Civility and respect aren’t easy. Stealing a line from Aaron Sorkin, I have to tell you that “you gotta want it bad, ‘cause it’s gonna put up a fight.”  Ignoring or belittling other people’s stories simply doesn’t meet the criteria. Neither does holding back from insulting others while mentally discarding their opinions. These are surface scans, and avoid the deeper issues of how we can really talk to each other even when we so fundamentally disagree.

    This seems the only real question to me. We’ll never all agree on abortion or race or poverty or foreign policy or American exceptionalism, or any of the dozens of other issues that routinely separate us. Nor will anyone ever win. This isn’t supposed to be a place of winning and losing—at least I didn’t think so. What we can and must agree on is that there are always multiple stories, and many of them are real, fact-based, and important. Mine isn’t the best, and neither is yours. But if we tell ourselves stories in order to live, then it is also true that we must respect the stories of others in order to let them live, too.


    An Open-and-Never-Shut Case: The Zimmerman Verdict

    [NOTE: Join me and co-host Eric Byler tonight on THE MIDDLE GROUND where we’ll ask you to chime in with your thoughts on the George Zimmerman verdict.]

    I admit to being incredibly confused by the Zimmerman verdict and the reactions to it. I just don’t seem to have the clarity that so many millions appear blessed with, that easy absolutism that convinces them of the rightness or wrongness, the fairness or unfairness, of what just happened in Florida.  I even waited a couple of days to write about it just because I wanted some of the hyperbole to die down before I jumped on one bandwagon or another.

    Well, it hasn’t. And I haven’t. It turns out that there isn’t a bandwagon I want to ride on in this parade.

    And parade it is. Over on Facebook there’s a Kill Zimmerman page, a closed group with 95 members, all of whom seem to think that, since GZ wasn’t convicted of a non-capital crime, he should be visited with capital punishment delivered the old-fashioned way: by a mob wielding stones. (Update: There's now a page insisting that the first page be taken down, which it seems as happened; nevertheless, the point stands.)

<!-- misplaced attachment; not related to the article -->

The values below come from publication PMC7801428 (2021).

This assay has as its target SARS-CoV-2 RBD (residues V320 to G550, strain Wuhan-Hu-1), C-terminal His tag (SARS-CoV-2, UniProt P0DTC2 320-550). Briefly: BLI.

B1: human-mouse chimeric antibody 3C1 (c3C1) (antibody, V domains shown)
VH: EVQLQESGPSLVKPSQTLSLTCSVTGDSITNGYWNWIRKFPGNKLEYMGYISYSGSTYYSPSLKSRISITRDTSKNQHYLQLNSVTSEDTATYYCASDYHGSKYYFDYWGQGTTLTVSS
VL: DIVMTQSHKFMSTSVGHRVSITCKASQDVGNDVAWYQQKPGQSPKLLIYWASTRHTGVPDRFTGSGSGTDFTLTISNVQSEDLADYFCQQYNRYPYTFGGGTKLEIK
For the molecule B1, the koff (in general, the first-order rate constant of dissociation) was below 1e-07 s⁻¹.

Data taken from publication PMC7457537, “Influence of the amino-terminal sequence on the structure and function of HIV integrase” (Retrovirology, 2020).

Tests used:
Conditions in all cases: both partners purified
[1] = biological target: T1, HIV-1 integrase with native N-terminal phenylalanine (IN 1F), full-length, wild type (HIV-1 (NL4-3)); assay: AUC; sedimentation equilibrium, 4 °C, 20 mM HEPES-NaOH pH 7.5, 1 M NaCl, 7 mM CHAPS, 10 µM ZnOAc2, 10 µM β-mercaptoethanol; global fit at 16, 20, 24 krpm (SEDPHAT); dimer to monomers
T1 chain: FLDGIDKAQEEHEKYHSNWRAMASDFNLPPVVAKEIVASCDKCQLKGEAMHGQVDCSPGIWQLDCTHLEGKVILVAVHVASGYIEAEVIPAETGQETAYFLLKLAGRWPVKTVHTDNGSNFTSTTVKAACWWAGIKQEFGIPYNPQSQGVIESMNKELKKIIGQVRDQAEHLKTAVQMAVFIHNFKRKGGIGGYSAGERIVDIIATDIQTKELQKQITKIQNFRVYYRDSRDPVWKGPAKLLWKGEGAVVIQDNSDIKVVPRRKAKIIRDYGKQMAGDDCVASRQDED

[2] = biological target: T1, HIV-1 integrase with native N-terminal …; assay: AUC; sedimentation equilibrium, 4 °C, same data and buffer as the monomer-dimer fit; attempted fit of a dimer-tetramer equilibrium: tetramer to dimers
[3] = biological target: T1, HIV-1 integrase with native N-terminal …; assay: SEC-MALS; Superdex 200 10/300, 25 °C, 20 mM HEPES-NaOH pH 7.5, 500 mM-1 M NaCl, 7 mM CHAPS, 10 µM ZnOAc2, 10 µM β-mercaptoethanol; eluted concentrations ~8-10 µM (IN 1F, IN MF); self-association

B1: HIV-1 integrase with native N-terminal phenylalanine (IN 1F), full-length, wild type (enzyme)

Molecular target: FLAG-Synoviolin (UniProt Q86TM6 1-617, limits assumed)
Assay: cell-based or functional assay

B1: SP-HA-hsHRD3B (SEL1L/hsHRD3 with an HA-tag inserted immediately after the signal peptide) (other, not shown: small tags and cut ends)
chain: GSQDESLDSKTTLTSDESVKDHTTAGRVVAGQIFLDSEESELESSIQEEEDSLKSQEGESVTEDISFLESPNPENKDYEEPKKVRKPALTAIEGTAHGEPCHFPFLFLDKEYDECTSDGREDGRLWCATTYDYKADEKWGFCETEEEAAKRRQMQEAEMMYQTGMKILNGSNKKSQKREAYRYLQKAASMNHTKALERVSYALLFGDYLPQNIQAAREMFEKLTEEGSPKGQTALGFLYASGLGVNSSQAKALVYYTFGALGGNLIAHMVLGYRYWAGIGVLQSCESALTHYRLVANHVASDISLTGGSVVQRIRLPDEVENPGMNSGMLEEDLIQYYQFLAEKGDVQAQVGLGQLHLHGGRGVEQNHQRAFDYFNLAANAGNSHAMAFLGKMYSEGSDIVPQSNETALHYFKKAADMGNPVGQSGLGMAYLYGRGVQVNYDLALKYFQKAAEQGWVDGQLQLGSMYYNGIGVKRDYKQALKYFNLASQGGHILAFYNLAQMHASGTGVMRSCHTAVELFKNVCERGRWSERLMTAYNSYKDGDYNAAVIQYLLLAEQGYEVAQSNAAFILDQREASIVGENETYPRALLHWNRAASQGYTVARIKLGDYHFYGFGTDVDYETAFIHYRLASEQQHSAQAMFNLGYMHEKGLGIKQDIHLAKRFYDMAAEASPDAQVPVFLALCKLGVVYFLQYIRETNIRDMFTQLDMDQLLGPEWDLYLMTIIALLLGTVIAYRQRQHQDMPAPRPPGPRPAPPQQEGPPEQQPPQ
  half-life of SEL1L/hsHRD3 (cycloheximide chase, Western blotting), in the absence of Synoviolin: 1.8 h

I’m also uncomfortable with the fact that Zimmerman clearly benefited from a system that seemed more interested in the trial’s entertainment value than in justice. Don’t believe me? Then let me ask you this: Do you know who Deryl Dedmon is? Dedmon is a white teenager who, just a few weeks after Trayvon Martin was killed, was convicted for running over and killing a black man in a Jackson, MS parking lot. Dedmon got life.

    But we didn’t hear much about that one. Why? I don’t know. But it would have been an interesting juxtaposition to see just as much media attention paid to the fact that a white man was convicted of killing a black man.

    Except that Dedmon’s conviction lacks the outrage needed to fuel the ratings.

    Nevertheless, some facts are inescapable: as you can see in the graphic below, there is a dramatic disparity in who gets convicted in these situations. Nor can you deny certain statistics: in Florida, an African-American is 4.4 times more likely than a White to end up in prison, per population rates. (Note: while horrible, the number isn’t anywhere near the highest; New York’s ratio, for example, is 9.4:1.)

    Despite what someone would argue (including, apparently, the Supreme Court in some cases), you can’t avoid the fact that race plays a part in how our society decides what it decides.

    But the Zimmerman case? There’s a lot to chew on there. This was not a hunter hunting (as I’ve seen portrayed), not a swaggering vigilante out to make a name for himself. This was a guy looking out for his neighbors who promoted a situation that ended in tragedy. I don’t know what the proper outcome should have been.

    Apparently that puts me in the minority.

    [Photos and graphs from UK Mail Online]